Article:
• Hard Real Time – Task timings and deadlines are handled very strictly. (eg. critical healthcare, aircraft systems)
  • Firm Real Time – Deadlines need to be followed, but not as strictly. (eg. video conferencing, GPS tracking)
  • Soft Real Time – Timing constraints are not expressed as absolute values. (eg. online transactions, web browsing)

RTOS Characteristics

  • Performance – Can the RTOS perform well given your MCUs processing and memory specifications?
  • Features – What features do you need in your RTOS? (eg. dynamic memory allocation)
  • Cost – Is the RTOS free for use? If your project is commercial, what are the costs of licensing the software?
  • Ecosystem – Does the RTOS run on a variety of microprocessor architectures? Does it have community support?
  • Middleware – Is there middleware support for integration with external software components?

RTOS Recommendations

As you can see, settling on an RTOS can be a real challenge when there are so many factors to consider. Yet, sometimes it’s best to simply get your feet wet and experiment with the various choices! Today, I’d like to share three popular RTOS that you might be interested in!

Azure RTOS

Azure RTOS is an embedded development suite offered by Microsoft, offering a small but powerful operating system on resource-constrained devices. Azure RTOS features a number of pre-integrated components, such as Azure RTOS NetX for TCP/IP protocols and Azure RTOS FileX for high performance filesystems. Coming from one of the biggest players in the market, you can expect Azure RTOS to feature predictably fast performance, robust security, and compliance with industry standards!

What makes Azure RTOS special is its seamless integration with Azure IoT, which is the IoT cloud platform by Microsoft. That means that you can connect, monitor, and control your IoT devices running Azure RTOS easily and conveniently! To accelerate your development process, choose from a suite of IoT protocols, reference templates, or simply use their IoT Plug and Play with the Azure IoT device SDK.

Azure RTOS is free to test and develop, with the full source code and getting started tutorials available on their GitHub repositories. If you are using one of the pre-licensed microcontrollers, you do not have to purchase an additional production license!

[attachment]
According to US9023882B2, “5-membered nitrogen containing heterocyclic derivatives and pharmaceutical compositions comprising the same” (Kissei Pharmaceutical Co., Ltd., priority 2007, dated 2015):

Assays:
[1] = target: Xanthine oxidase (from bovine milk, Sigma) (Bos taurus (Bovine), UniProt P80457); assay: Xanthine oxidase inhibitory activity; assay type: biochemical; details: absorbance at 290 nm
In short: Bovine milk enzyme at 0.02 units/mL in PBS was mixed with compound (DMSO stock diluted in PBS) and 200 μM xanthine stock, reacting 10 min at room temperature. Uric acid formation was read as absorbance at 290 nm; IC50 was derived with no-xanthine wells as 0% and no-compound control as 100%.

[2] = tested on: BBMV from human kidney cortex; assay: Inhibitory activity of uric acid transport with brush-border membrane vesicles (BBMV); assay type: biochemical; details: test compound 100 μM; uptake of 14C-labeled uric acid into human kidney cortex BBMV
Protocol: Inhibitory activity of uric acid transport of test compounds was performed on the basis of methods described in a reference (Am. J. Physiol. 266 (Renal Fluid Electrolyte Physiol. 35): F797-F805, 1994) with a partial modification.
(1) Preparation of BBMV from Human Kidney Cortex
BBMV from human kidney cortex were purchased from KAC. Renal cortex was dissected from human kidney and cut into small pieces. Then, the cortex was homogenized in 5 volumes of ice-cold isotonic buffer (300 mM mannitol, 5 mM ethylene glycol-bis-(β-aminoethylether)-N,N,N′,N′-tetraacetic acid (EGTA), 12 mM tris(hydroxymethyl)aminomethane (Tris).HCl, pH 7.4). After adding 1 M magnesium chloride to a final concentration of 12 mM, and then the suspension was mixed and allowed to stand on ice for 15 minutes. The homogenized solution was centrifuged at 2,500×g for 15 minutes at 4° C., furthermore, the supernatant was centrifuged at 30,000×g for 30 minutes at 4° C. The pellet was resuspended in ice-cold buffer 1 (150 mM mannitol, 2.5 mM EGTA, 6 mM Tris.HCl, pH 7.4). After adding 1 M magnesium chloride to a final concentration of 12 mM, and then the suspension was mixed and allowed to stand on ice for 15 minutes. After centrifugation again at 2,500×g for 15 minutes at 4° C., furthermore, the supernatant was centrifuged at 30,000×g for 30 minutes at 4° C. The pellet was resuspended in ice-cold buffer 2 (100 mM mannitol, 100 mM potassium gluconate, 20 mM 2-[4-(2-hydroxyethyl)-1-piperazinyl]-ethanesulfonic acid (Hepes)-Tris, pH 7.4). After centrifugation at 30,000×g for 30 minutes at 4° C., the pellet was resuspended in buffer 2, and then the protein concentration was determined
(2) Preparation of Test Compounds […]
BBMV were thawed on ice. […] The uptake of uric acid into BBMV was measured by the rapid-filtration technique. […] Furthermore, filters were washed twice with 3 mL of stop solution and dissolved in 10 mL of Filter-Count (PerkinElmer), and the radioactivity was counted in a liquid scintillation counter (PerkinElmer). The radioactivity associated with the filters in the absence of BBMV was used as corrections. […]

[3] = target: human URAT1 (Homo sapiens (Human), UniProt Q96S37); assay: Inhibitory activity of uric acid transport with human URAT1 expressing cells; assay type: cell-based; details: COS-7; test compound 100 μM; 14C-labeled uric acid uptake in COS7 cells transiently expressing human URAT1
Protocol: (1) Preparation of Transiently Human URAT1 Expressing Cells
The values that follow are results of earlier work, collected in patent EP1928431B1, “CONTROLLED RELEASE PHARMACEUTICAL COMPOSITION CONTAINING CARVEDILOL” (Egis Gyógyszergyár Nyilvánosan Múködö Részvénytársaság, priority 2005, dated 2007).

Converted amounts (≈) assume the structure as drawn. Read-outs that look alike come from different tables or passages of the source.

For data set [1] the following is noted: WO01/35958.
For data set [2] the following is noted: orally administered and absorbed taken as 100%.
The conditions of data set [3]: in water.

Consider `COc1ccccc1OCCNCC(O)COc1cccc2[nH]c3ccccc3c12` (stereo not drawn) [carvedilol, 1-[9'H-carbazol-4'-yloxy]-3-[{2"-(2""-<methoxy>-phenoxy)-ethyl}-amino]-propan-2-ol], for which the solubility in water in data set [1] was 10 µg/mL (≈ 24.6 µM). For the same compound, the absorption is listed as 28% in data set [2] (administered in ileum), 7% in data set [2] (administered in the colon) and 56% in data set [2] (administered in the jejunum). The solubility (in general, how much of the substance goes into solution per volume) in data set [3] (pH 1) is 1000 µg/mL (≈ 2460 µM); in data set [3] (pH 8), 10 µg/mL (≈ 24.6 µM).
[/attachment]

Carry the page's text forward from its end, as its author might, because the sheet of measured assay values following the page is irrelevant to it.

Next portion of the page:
To learn more about what Azure RTOS has to offer, visit their landing page!

FreeRTOS

FreeRTOS is a well known open-source operating system in the IoT RTOS scene that has been extensively developed over more than a decade. It is offered as a kernel with modular IoT libraries, and was specially developed for microcontrollers (though it now has other uses as well). Hence, it also features a low memory footprint and power optimisation features. FreeRTOS is supported by Amazon, which means that you’ll be able to take advantage of their libraries and support to interface your microcontrollers with Amazon’s AWS IoT!

Source: FreeRTOS.org

It is absolutely free to develop with FreeRTOS, thanks to its MIT license! You’ll also be happy to know that FreeRTOS supports over 40 MCU architectures, including the latest RISC-V and ARMv8-M microcontrollers. In addition, releases come in LTS (long term support) versions, so the longevity of your devices with FreeRTOS will be guaranteed!

To get started with FreeRTOS, visit their website for more information and tutorials!

Mbed OS

Mbed OS is also immensely popular for microcontrollers in IoT applications. Targeted at Arm Cortex-M microcontrollers, it includes all the features that you need to develop a connected product quickly, including libraries for security, storage, connectivity, device management and drivers for sensors & I/O.

Source: MbedOS

One key advantage of MbedOS is their Mbed Studio desktop IDE, which allows you to write, debug code and deploy your applications in a comfortable and convenient manner. In addition, its popularity means you get to rely on thousands of developers all over the world for community support! Mbed OS is released under an Apache 2.0 license, so you can use it in commercial and personal projects at no cost!

Visit the Mbed OS website to learn more today!


RTOS Platforms: Microcontroller Recommendations

In RTOS development, choosing the right hardware is just as important as the software! Here are my top picks for microcontrollers if you’re looking to kickstart your RTOS journey.

Seeeduino XIAO

The Seeeduino XIAO is the smallest Arduino compatible board in the Seeeduino Family. Despite its small size, the Seeeduino XIAO is equipped with the powerful SAMD21 microchip and a variety of hardware interfaces. That means that you can use it with Azure RTOS, FreeRTOS and Mbed OS without a hitch!

Product Features:

  • ARM Cortex-M0+ 32bit 48MHz microcontroller (SAMD21G18) with 256KB Flash, 32KB SRAM
  • Compatible with Arduino IDE & MicroPython
  • Easy Project Operation: Breadboard-friendly
  • Small Size: As small as a thumb(20×17.5mm) for wearable devices and small projects.
  • Multiple development interfaces: 11 digital/analog pins, 10 PWM Pins, 1 DAC output, 1 SWD Bonding pad interface, 1 I2C interface, 1 UART interface, 1 SPI interface.

Keen to learn more about the Seeeduino XIAO? Visit its product page on our Seeed Online Store now!

Wio Terminal